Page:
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Updated 31 May 2016

Exercise and when to eat

Do you work out better on an empty stomach or with a little something in the tank? And is it better to eat before or after a work out?

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Do you work out better on an empty stomach or with a little something in the tank? And is it better to eat before or after a work out?

Catherine Viljoen, a registered biokineticist says the decision to eat before a workout or afterwards depends on a few factors:

Do you want to get the best out of your training session?

“If you have breakfast or a snack before your workout it will help you train harder for longer compared to exercising on an empty stomach,” she says, adding that it will also likely also help you recover faster after your session as energy reserves will not be depleted.

“A long or hard session on an empty stomach or low energy reserves also means your body's stress response is higher and your immune defence is compromised. This is not ideal particularly if you're doing several training sessions in a week or do more than one session in a day,” she says.

So if you train often, Viljoen says the timing of your post-workout snack is also critical and could help boost recovery and performance.

“The golden rule is to consume a meal or drink high in carbohydrates and protein as soon as possible after your session followed by a regular pattern of wholesome snacks and meals for the remainder of the day.  We are not suggesting that you ingest a full English breakfast or a protein shake-type of breakfast; the best pre-training breakfast contains a wholesome source of carbohydrates - something like oatmeal for instance. Adding a small amount of protein to the carbohydrates assists in muscle building if this is your goal. Scientific studies show that this could be as little as six grams to give you maximum effects.”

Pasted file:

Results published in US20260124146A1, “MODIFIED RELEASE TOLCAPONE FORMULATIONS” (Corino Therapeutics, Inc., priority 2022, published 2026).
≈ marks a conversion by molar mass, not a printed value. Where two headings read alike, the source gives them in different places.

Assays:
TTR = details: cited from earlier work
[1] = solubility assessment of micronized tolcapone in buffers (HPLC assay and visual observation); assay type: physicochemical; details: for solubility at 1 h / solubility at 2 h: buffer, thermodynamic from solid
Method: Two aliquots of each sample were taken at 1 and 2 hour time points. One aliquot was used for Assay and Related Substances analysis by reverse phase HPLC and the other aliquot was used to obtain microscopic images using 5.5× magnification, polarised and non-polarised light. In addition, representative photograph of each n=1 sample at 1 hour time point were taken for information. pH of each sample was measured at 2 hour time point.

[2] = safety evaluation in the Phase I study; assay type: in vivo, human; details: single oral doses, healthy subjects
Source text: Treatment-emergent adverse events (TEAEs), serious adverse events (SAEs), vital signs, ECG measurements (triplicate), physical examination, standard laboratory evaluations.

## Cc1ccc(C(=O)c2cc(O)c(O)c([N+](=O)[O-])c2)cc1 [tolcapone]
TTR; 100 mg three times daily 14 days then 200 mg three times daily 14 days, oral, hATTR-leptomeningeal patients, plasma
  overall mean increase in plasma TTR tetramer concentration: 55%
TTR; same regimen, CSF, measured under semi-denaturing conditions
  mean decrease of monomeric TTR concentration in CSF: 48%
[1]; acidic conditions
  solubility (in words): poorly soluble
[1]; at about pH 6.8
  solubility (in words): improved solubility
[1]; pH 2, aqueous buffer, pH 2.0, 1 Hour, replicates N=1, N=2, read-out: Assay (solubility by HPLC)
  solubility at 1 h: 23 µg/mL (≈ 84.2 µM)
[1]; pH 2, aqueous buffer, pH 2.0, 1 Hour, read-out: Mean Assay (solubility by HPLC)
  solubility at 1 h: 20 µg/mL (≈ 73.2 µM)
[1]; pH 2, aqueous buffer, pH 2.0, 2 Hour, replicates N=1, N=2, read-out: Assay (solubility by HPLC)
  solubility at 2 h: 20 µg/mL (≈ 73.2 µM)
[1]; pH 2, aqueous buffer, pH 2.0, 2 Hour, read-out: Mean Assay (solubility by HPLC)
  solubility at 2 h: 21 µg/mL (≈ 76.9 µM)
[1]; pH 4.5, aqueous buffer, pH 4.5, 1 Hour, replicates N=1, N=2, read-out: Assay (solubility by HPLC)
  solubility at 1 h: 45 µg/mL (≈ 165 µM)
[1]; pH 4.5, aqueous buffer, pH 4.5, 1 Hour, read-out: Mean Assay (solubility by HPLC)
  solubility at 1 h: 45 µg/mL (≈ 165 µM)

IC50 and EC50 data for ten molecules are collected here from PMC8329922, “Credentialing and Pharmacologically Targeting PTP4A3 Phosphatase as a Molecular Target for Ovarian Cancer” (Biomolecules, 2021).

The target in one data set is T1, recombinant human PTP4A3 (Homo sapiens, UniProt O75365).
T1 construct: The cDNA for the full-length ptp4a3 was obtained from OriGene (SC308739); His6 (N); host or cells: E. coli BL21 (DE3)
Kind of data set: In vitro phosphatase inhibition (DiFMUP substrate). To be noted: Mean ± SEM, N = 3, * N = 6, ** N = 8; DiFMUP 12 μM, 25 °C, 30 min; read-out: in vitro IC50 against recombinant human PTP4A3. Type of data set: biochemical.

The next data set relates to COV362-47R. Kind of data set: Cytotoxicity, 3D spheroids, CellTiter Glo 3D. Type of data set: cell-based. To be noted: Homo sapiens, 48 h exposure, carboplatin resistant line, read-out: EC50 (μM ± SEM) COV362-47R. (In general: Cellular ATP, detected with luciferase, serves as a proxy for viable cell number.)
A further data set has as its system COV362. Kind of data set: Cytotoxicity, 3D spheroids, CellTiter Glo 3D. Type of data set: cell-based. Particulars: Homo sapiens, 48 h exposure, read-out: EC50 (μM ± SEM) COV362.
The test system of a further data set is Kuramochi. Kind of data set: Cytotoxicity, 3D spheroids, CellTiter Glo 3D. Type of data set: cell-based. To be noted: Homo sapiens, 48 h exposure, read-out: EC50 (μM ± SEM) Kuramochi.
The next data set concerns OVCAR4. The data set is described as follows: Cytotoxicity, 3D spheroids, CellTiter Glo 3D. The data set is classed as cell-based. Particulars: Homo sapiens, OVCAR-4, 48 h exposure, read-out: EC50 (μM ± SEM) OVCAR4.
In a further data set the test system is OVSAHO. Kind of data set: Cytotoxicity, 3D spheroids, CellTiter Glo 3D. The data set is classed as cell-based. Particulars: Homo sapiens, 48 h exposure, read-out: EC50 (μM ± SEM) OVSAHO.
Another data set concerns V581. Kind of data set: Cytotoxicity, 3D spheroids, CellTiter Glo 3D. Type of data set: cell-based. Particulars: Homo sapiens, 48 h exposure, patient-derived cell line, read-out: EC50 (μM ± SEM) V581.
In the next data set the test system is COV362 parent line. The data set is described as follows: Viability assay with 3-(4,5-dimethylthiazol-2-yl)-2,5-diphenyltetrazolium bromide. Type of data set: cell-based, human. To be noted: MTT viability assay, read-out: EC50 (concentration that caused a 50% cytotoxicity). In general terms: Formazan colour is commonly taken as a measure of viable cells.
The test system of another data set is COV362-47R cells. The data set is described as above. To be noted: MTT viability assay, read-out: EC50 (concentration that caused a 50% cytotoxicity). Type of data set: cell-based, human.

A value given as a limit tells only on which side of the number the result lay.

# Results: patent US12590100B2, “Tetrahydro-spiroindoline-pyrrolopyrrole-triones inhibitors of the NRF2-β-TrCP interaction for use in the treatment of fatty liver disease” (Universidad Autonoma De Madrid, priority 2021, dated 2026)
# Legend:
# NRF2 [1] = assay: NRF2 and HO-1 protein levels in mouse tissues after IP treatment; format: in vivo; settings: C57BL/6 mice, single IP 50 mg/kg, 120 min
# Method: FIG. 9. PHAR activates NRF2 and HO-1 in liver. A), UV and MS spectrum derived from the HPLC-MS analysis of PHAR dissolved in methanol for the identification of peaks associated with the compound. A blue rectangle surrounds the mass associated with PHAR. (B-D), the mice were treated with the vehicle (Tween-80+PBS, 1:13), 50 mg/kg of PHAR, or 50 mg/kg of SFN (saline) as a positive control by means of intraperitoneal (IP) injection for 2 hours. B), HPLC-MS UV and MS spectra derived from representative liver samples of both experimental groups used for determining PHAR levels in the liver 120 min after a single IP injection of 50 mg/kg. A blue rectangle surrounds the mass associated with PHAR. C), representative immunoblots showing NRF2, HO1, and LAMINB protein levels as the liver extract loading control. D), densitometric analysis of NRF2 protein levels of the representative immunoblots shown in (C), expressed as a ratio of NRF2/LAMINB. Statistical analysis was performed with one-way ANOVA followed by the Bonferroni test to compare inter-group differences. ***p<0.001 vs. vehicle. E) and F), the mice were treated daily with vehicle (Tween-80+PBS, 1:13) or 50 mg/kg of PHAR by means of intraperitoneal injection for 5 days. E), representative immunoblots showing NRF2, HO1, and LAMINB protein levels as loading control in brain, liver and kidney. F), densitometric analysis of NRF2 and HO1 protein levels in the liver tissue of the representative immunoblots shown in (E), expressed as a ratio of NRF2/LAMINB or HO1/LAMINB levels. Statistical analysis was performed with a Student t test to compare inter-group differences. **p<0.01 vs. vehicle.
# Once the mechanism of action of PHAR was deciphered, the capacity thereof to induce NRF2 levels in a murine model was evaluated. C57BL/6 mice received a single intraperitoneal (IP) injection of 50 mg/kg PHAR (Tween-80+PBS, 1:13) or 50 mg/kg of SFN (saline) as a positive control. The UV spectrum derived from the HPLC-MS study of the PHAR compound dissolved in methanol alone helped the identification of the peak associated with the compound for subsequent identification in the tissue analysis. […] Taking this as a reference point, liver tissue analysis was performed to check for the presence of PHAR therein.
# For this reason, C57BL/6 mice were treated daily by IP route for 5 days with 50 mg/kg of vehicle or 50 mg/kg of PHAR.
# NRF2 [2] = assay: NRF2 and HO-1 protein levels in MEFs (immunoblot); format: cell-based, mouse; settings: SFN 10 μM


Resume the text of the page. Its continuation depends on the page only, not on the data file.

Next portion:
Do you want to burn fat or lose weight?

If burning fat and shedding weight is your primary exercise goal, Viljoen says doing a moderate-intensity session on an empty stomach could help you burn a bit of extra fat during the session. 

“However, there's a big misconception about how big and worthwhile this effect really is. Firstly, the amount of body fat you can burn during exercise is actually quite limited - and while you do burn fat it is in small quantities. The real benefits of exercise for weight loss comes more from how well it helps to raise your body's metabolic rate and to build or maintain muscle mass. Both of these factors help with fat-burning throughout a 24-hour day.

“Secondly, skipping breakfast and exercising on low energy stores makes the exercise feel harder than it really is, so you're not able to push hard for long enough. Nor does it raise your metabolic rate as much as you might have been able to if you had had a light meal before your session.”

So if weight-loss is your goal, Viljoen advises rather keeping to a pattern of wholesome regular meals, at least three times a day, and says you should practice portion control so you don’t end up putting back double the kilojoules you just burned.

Overall, Viljoen recommends you have a balanced, healthy diet the majority of the time as a bad diet will cancel out most of your efforts at the gym and what you eat before or after your session won’t make much difference then.

Reference: Catherine Viljoen, registered biokineticist, Virgin Active.

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